Social whale is a privately funded start up from Greece. Founded in 2009, Social whale aims to extend twitter’s popular microblogging platform to include additional features like groups, tagged favourites and many more. Our intention is not to create a new twitter client but create an extended version of twitter which will be able to collaborate with other twitter applications as well.
Where did the idea come from?
Being twitter-holics ourselves, we realised that twitter is not just a “microblogging platform” any more. These days people use twitter in many different ways and for different purposes. This kind of use creates the need for more features. Many projects have already attempted to fulfil this need but using a very different approach than ours. Twitter on the other hand won’t be adding these features – at least they shouldn’t – as this would make twitter hard to understand and use for its regular users.
Our idea is simple at its base. We create a clone of twitter’s API and then extend it, so that it has more features. This way twitter can continue being as simple as it is now, but advanced users can use our implementation in order to have the features we offer. Developers can easily update their applications to work with our extended API using the same requests in our domain (instead of twitter’s) and get the same data, enriched with the extra information that we provide. This way we actually have created an extension of twitter itself.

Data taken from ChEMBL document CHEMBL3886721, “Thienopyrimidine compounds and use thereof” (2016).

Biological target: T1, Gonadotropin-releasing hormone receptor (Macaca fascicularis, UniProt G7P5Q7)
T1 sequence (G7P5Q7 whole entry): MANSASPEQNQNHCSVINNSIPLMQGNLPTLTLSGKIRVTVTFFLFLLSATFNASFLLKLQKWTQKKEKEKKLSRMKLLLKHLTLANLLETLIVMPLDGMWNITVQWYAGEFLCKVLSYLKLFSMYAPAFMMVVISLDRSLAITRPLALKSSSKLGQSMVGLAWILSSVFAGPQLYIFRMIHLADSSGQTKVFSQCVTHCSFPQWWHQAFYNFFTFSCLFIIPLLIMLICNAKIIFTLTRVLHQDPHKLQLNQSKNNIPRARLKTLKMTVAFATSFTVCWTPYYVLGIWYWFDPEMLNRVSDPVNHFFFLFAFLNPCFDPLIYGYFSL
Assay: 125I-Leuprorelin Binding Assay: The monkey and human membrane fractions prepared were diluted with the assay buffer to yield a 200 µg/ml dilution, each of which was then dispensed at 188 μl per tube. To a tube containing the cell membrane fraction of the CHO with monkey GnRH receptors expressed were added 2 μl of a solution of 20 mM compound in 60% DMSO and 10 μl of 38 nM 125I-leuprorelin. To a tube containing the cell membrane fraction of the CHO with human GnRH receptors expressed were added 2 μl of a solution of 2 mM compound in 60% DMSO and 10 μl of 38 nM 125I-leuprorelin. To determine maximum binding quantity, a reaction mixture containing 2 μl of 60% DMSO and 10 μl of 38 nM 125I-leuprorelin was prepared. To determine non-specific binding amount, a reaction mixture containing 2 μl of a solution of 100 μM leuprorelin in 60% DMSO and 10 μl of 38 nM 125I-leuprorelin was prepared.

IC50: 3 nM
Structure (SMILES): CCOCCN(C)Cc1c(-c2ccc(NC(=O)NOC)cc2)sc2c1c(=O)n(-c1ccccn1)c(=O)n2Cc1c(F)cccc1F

When will it be open for public?
At the moment we are at private alpha testing phase in which only a few twitter users are invited to use our application in order to gather some feedback on it. If you would like to participate please follow us on twitter, and we will send you an invitation the soonest possible.
Alternatively, you can simply subscribe to this blog’s feed to be updated when we have something new to share with you.
Who is behind this project?
Social whale is a service inspired by Nick Papanotas, a Greek web entrepreneur and financially backed up by angel investors from Greece.